From the Grassy Knoll
I will venture a guess that Charles Taylor’s “You Can’t Always Get What You Want,” a review of 11/22/63 [Jan. 9/16], marks the only time a novel by Stephen King has been reviewed in The Nation. One assumes this is because King has written a novel that affirms the official version of the assassination of John F. Kennedy, a narrative with which your journal concurs.
Do I need to read King’s opus to see if his intrepid time-traveling protagonist—who targets Oswald for pre-emptive elimination but shadows him for five years to make sure he was acting alone—tags along on Oswald’s job interviews? Does the author let us listen in to find out how the ostensible Soviet defector and Castro-loving commie was welcomed back to America instead of prosecuted for treason and immediately obtained employment with a Dallas firm doing classified work for the Army map service? And then with a New Orleans firm owned by a CIA asset? Does the reader get to meet all the anti-Castro militants who were Oswald’s surprising associates in New Orleans? I’m guessing no.
Taylor and King instead take a path well worn over five decades, switching from an interrogation of history to dime-store psychology, asserting that those who don’t believe the Warren report and dutifully ignore the mountain of evidence that Oswald was far from alone are just displaying their craving for order and meaning, which is blocking their ability to accept “Oswald’s puniness” and that a nonentity was “capable of scarring a nation” all by himself. Small wonder that when it comes to explaining the arresting contrast between the alleged “glory he was seeking in killing JFK” and Oswald’s actual statement on the subject (“I’m just a patsy”), novelist and reviewer (and The Nation) are silent.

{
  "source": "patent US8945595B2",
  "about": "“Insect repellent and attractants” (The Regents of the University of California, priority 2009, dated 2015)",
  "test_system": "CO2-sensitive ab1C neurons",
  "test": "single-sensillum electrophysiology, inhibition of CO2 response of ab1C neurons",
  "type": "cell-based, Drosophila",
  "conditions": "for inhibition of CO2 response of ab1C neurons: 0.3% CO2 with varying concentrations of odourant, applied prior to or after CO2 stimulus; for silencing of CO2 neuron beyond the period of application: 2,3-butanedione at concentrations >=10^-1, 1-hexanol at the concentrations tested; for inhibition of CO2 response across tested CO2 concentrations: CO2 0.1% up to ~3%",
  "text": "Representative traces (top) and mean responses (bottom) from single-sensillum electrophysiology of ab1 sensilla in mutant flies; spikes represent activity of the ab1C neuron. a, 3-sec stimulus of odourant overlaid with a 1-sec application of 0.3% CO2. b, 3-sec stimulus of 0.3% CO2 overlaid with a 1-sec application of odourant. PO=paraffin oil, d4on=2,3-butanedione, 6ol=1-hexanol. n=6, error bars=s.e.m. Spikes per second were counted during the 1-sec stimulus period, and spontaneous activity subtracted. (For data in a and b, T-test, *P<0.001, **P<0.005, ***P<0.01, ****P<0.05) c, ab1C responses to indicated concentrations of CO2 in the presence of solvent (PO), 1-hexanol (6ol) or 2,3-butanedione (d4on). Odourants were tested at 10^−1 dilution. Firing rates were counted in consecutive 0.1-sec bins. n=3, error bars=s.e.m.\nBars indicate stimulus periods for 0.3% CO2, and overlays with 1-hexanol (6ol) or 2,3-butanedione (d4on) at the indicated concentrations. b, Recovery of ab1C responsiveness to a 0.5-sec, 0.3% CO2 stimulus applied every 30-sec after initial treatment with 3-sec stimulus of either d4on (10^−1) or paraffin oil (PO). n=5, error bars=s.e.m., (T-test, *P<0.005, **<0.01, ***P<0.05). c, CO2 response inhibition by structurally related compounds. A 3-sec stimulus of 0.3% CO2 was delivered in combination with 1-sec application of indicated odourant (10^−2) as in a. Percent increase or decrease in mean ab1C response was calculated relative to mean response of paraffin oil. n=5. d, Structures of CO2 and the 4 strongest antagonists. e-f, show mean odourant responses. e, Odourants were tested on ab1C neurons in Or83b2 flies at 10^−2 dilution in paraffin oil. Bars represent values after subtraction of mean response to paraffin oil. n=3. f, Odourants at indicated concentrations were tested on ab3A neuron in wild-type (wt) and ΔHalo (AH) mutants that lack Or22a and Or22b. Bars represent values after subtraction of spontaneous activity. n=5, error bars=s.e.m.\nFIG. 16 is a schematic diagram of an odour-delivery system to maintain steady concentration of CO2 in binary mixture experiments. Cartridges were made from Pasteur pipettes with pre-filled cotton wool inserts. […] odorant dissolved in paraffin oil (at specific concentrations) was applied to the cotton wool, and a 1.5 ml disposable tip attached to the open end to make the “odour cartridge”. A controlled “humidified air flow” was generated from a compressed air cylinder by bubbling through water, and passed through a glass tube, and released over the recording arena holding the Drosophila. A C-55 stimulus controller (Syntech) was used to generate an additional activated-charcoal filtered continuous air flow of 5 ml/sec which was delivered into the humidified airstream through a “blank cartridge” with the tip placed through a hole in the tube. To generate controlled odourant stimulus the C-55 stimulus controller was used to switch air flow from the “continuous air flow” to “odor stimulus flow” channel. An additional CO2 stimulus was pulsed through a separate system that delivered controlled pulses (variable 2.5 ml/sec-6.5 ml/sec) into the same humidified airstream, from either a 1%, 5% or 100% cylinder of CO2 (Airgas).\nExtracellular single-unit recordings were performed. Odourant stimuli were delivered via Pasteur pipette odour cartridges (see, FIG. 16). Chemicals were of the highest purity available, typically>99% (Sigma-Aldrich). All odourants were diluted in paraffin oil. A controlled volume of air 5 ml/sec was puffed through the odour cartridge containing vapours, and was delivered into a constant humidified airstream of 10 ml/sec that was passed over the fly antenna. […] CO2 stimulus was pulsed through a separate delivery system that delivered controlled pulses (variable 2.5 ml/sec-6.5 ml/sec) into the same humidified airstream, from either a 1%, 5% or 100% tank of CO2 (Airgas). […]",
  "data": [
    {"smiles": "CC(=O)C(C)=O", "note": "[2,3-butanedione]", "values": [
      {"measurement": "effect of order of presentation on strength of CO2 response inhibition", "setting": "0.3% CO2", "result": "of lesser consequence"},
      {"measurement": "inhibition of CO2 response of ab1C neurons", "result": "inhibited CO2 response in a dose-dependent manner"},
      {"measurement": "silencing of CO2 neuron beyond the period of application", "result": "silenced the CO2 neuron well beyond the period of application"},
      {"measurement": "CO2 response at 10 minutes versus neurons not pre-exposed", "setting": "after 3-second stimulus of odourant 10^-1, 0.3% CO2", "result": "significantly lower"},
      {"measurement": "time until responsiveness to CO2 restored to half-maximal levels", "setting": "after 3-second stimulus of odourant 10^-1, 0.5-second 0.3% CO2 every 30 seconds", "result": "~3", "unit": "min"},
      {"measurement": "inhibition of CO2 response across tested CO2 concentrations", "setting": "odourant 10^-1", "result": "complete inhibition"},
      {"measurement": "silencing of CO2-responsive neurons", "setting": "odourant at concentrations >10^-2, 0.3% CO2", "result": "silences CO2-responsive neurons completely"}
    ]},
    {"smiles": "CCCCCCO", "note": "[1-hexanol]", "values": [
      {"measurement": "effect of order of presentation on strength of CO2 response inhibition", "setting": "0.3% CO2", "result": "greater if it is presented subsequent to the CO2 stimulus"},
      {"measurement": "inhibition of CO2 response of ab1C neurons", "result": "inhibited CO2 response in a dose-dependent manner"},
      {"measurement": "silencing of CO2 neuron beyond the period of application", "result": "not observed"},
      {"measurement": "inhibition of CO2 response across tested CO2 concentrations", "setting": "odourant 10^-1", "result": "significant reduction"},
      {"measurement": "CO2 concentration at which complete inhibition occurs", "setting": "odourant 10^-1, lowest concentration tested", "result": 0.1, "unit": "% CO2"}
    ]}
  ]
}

…first made contact with Stephen King in the spring of 2005 through mutual acquaintances in the Fair Play for Dean Koontz Committee. This rogue fringe of the National Book Critics Circle had become a gathering place for all sorts of literary regressives, including the most radical faction, those who admit to never being able to finish a Bolaño novel.